Australia's budget sees global growth accelerating, with China's slowdown offset elsewhere


Australia’s Treasury believes global economic conditions will improve in the years ahead with Australia’s major trading partners “expected to outpace world growth”.

Global economic growth is tipped to grow by 3.5% in 2015 before accelerating to 3.75% in both 2016 and 2017. Growth in Australia’s major trading partners is forecast to expand by 1.5% both this year and next before slowing slightly to 4.25% in 2017.

China, Australia’s largest trading partner, is expected to grow by 6.75% this year before decelerating by 0.25% in both 2016 and 2017.

Here’s treasury on the outlook for the Chinese economy (our emphasis in bold):

“Solid and sustained growth in China will be underpinned by the transition to a pattern of growth that is more reliant on consumption. A broader-based model of growth will enhance the resilience of the Chinese economy as the market plays a more decisive role and institutional settings are reformed. This will also strengthen the economy as it faces long-term challenges, including an ageing population. A key risk, however, is that China’s transition to a more sustainable growth model may not be smooth, presenting changing demand patterns for Australian exports”.

Growth in Japan, Australia’s second largest trade partner, is expected to expand by 1% this year and next before slowing to 0.5% in 2017.

Here’s Treasury’s assessment, again with emphasis added:

“Economic growth in Japan is also expected to strengthen to 1 per cent in both 2015 and 2016. While activity has been weaker than expected following the increase of the consumption tax rate in April 2014, December quarter 2014 GDP suggests that activity has turned the corner. This improved outlook is underpinned by accommodative monetary and fiscal policy settings, coupled with the depreciation of the yen and lower oil prices. Over the medium to longer term Japan continues to face structural challenges and the ongoing success of the ‘Abenomics’ reform package will be critical in boosting growth“.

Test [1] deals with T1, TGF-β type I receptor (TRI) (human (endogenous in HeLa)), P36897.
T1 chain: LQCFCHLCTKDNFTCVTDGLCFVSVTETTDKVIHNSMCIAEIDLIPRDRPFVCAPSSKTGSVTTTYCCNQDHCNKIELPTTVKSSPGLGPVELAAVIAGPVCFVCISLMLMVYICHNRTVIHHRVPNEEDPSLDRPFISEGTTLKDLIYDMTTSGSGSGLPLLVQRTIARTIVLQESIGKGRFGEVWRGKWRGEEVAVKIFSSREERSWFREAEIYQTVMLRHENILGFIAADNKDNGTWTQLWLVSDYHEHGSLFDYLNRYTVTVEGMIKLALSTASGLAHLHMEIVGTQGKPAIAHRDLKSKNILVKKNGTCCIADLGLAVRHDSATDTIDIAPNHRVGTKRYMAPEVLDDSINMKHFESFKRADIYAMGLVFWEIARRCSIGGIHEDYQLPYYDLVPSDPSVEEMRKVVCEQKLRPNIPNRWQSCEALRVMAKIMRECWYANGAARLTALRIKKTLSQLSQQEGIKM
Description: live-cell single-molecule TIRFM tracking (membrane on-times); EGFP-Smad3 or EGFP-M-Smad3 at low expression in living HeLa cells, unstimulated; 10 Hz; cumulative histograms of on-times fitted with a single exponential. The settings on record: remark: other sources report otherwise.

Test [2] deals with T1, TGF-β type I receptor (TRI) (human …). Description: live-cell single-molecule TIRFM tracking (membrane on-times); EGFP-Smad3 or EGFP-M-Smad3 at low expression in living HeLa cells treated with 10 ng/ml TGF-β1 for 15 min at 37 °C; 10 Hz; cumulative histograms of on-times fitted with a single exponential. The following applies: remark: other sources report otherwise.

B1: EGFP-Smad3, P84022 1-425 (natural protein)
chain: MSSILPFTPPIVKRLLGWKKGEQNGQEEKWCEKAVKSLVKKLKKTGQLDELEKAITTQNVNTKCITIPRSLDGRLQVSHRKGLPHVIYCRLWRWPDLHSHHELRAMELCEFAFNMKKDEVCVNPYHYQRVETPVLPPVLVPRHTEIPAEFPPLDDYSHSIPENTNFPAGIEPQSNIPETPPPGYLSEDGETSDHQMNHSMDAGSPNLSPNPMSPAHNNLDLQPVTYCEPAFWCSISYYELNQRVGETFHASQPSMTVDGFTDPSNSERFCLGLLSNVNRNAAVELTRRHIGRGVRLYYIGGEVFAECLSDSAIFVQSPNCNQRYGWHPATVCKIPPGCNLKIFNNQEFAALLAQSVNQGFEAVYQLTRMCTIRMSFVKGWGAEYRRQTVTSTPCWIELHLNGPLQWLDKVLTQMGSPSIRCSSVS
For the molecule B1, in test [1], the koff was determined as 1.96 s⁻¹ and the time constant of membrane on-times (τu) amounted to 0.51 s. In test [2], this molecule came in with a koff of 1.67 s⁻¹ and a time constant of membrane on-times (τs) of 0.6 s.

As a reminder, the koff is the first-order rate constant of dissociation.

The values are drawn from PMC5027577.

East Asia, that which includes Hong Kong, South Korea, Singapore and Taiwan, along with the Association of Southeast Asian Nations, is expected to grow by 4.75% in 2015 and 2016 before accelerating to 5% in 2017.

The US, still the world’s largest economy by some margin, is forecast to expand by 3.25% over the next two years before slowing to 3% in 2017 while the Euro area, the largest economic ‘bloc’ globally, is expected to grow at 1.75% out to 2017.

Treasury also forecast that India’s economy is expected to expand at 7.5% over the forecast period. The budget papers say the nation “could become a much more important trading partner for Australia and the region, which is why the Government is prioritising the negotiation of a Comprehensive Economic Cooperation Agreement with India”.

While the assessments offered seem reasonable, they may be seen as optimistic. Concerns about China’s economic rebalancing will persist, as questions over the pathway for growth in the US and Euro area as ultra-easy monetary policy settings are removed in the years ahead.

A faster-than-expected slowdown in China could have severe consequences for the Australian domestic economy. Chris Richardson of Deloitte Access Economics said last month that a “sharper shake-out” in China would lead to a “recession scenario” here. “We’re talking a recession scenario. If China sneezes, Australia will catch pneumonia,” Richardson said.

Given the spate of global growth downgrades seen in recent years, risks are weighted to the downside.

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